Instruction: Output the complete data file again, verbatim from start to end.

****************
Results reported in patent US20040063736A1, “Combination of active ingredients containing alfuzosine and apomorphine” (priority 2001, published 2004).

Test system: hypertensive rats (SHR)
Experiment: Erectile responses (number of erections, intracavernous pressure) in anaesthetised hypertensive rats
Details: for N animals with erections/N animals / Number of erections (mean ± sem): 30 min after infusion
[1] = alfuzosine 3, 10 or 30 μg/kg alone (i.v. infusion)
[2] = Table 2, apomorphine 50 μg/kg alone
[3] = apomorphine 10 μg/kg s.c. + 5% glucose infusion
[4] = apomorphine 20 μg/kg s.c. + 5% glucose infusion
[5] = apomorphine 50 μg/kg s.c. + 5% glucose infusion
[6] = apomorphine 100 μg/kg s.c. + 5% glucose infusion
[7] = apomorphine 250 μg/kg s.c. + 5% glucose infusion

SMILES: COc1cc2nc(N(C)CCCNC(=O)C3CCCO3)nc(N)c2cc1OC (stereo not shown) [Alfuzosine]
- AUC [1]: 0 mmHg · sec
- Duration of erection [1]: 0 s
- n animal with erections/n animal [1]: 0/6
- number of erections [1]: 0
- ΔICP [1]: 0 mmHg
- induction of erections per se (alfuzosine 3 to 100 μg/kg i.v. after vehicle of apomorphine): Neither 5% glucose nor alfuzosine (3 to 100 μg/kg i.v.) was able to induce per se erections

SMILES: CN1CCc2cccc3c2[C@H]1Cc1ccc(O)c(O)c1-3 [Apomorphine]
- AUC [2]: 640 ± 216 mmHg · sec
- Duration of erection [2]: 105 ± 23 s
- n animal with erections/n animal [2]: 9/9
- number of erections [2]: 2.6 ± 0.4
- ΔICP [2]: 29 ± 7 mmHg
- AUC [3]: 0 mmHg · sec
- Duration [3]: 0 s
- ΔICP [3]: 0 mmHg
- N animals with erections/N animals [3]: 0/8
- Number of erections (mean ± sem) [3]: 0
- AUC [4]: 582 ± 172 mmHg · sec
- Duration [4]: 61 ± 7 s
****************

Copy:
Results reported in patent US20040063736A1, “Combination of active ingredients containing alfuzosine and apomorphine” (priority 2001, published 2004).

Test system: hypertensive rats (SHR)
Experiment: Erectile responses (number of erections, intracavernous pressure) in anaesthetised hypertensive rats
Details: for N animals with erections/N animals / Number of erections (mean ± sem): 30 min after infusion
[1] = alfuzosine 3, 10 or 30 μg/kg alone (i.v. infusion)
[2] = Table 2, apomorphine 50 μg/kg alone
[3] = apomorphine 10 μg/kg s.c. + 5% glucose infusion
[4] = apomorphine 20 μg/kg s.c. + 5% glucose infusion
[5] = apomorphine 50 μg/kg s.c. + 5% glucose infusion
[6] = apomorphine 100 μg/kg s.c. + 5% glucose infusion
[7] = apomorphine 250 μg/kg s.c. + 5% glucose infusion

SMILES: COc1cc2nc(N(C)CCCNC(=O)C3CCCO3)nc(N)c2cc1OC (stereo not shown) [Alfuzosine]
- AUC [1]: 0 mmHg · sec
- Duration of erection [1]: 0 s
- n animal with erections/n animal [1]: 0/6
- number of erections [1]: 0
- ΔICP [1]: 0 mmHg
- induction of erections per se (alfuzosine 3 to 100 μg/kg i.v. after vehicle of apomorphine): Neither 5% glucose nor alfuzosine (3 to 100 μg/kg i.v.) was able to induce per se erections

SMILES: CN1CCc2cccc3c2[C@H]1Cc1ccc(O)c(O)c1-3 [Apomorphine]
- AUC [2]: 640 ± 216 mmHg · sec
- Duration of erection [2]: 105 ± 23 s
- n animal with erections/n animal [2]: 9/9
- number of erections [2]: 2.6 ± 0.4
- ΔICP [2]: 29 ± 7 mmHg
- AUC [3]: 0 mmHg · sec
- Duration [3]: 0 s
- ΔICP [3]: 0 mmHg
- N animals with erections/N animals [3]: 0/8
- Number of erections (mean ± sem) [3]: 0
- AUC [4]: 582 ± 172 mmHg · sec
- Duration [4]: 61 ± 7 s